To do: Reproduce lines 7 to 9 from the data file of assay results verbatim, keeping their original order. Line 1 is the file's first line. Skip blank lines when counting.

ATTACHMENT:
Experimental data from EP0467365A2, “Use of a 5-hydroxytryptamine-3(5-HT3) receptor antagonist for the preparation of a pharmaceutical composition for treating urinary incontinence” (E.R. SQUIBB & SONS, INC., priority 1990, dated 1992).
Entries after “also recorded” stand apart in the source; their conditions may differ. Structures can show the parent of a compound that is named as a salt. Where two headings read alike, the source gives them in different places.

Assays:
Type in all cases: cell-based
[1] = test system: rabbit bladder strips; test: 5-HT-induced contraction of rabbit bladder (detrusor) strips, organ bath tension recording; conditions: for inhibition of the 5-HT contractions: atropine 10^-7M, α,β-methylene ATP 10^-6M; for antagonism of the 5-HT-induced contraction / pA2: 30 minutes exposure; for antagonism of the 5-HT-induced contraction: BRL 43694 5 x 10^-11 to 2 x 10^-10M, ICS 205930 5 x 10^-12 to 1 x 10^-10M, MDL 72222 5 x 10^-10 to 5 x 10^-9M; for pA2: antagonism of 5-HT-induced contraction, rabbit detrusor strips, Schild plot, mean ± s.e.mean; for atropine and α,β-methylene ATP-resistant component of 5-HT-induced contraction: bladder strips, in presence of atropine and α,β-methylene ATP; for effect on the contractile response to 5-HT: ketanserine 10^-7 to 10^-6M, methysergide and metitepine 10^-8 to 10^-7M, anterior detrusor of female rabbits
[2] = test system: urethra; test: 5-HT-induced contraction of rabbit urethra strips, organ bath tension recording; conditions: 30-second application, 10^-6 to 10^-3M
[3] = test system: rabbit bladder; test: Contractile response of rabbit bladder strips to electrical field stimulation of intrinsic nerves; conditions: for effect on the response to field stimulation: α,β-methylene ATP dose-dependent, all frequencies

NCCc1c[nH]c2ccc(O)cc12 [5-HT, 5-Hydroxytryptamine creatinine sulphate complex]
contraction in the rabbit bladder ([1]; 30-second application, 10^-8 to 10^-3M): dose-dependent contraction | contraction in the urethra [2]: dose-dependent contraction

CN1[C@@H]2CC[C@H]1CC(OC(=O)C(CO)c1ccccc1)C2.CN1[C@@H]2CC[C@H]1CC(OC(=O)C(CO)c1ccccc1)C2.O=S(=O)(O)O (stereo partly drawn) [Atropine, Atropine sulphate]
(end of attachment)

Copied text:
[3] = test system: rabbit bladder; test: Contractile response of rabbit bladder strips to electrical field stimulation of intrinsic nerves; conditions: for effect on the response to field stimulation: α,β-methylene ATP dose-dependent, all frequencies

NCCc1c[nH]c2ccc(O)cc12 [5-HT, 5-Hydroxytryptamine creatinine sulphate complex]
contraction in the rabbit bladder ([1]; 30-second application, 10^-8 to 10^-3M): dose-dependent contraction | contraction in the urethra [2]: dose-dependent contraction